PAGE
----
It's a month since I wrote that Scotland was now lagging behind England on the issue of equal marriage, after Lynne Featherstone, the Liberal Democrat Equalities Minister was bringing in measures to allow civil partnerships to be conducted by those religious organisations which wanted to do so.
To say that Scottish politicians have been lukewarm to the idea of equal marriage would be overstating the case. It's almost as if they hope it'll just go away. Now, though, as Pink News reports, a report should reassure them that taking action to implement equal marriage will have the support of not far off two thirds of Scottish people, including a fair few religious denominations.
I've just flicked through the full report, but it makes interesting reading. Basically it shows that support for same sex couples being allowed to marry has gone up by 9% between 2006 and 2009, from 53% to 62%. The furore over the abolition of Section 2A, as Section 28 was called up here, when Brian Souter staged a referendum over the Government's proposals is, I think, casting a longer shadow than it should. The evidence shows that a significant majority of Scottish people would welcome a change to a system which allows same sex couples to marry.
As parties polish off their manifestos for Holyrood, if they don't have it in already, they should revise them to include plans to make civil partnerships and marriage available to everyone, and to ensure that those religious organisations or humanist celebrants who wish to, are free to conduct these ceremonies. The report shows that there is often a divergence of opinion between churches and their members with the latter being far more relaxed about same sex relationships. While there will no doubt be some who will protest any change to the law, it's clear that a clear majority of Scottish people would support it.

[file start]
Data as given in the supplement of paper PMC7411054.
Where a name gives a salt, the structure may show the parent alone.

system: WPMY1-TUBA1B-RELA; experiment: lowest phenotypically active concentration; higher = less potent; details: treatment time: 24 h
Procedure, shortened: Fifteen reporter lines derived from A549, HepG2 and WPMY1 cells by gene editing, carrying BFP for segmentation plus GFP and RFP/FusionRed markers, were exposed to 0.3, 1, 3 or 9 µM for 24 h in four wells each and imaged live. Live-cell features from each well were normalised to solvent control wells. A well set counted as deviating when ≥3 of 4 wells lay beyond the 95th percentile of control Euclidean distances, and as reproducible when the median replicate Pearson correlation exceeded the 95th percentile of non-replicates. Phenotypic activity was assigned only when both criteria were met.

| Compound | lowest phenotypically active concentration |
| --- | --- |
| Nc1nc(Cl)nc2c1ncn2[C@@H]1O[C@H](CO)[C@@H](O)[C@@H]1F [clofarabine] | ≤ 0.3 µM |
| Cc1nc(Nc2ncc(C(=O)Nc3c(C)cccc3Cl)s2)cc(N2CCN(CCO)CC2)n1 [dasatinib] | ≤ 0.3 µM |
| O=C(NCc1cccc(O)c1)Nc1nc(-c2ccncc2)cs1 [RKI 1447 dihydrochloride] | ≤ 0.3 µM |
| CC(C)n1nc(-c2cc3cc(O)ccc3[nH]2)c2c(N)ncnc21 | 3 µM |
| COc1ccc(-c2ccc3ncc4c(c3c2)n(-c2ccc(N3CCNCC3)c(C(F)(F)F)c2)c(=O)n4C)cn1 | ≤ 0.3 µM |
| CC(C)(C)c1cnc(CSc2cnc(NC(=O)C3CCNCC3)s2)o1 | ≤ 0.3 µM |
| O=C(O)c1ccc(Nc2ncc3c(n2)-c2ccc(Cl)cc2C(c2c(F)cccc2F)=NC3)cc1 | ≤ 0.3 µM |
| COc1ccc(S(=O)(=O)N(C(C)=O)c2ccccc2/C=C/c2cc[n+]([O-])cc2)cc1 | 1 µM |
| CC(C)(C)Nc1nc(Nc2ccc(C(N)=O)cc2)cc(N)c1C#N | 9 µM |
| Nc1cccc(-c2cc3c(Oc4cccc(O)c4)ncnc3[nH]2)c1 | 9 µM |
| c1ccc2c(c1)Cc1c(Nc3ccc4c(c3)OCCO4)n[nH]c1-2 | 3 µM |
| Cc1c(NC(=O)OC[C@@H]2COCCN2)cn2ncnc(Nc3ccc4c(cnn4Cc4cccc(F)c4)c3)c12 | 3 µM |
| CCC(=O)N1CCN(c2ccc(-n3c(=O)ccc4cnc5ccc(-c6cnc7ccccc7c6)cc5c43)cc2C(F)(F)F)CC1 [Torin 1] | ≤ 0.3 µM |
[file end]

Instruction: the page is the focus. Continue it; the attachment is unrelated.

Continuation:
There's a spooky amount of common ground between the EHRC's recommendations and the equal marriage policy passed at Scottish Liberal Democrat Conference last year - with the exception that our policy makes specific mention of humanist celebrants who are currently not allowed to solemnise civil partnerships.
So, parties and candidates, what are you waiting for? There aren't too many policies which are realistic, popular, achievable and inexpensive at the moment, so don't pass one up when it comes along. With a bit of political will, this change could be law up here in a year or so. Let's do it.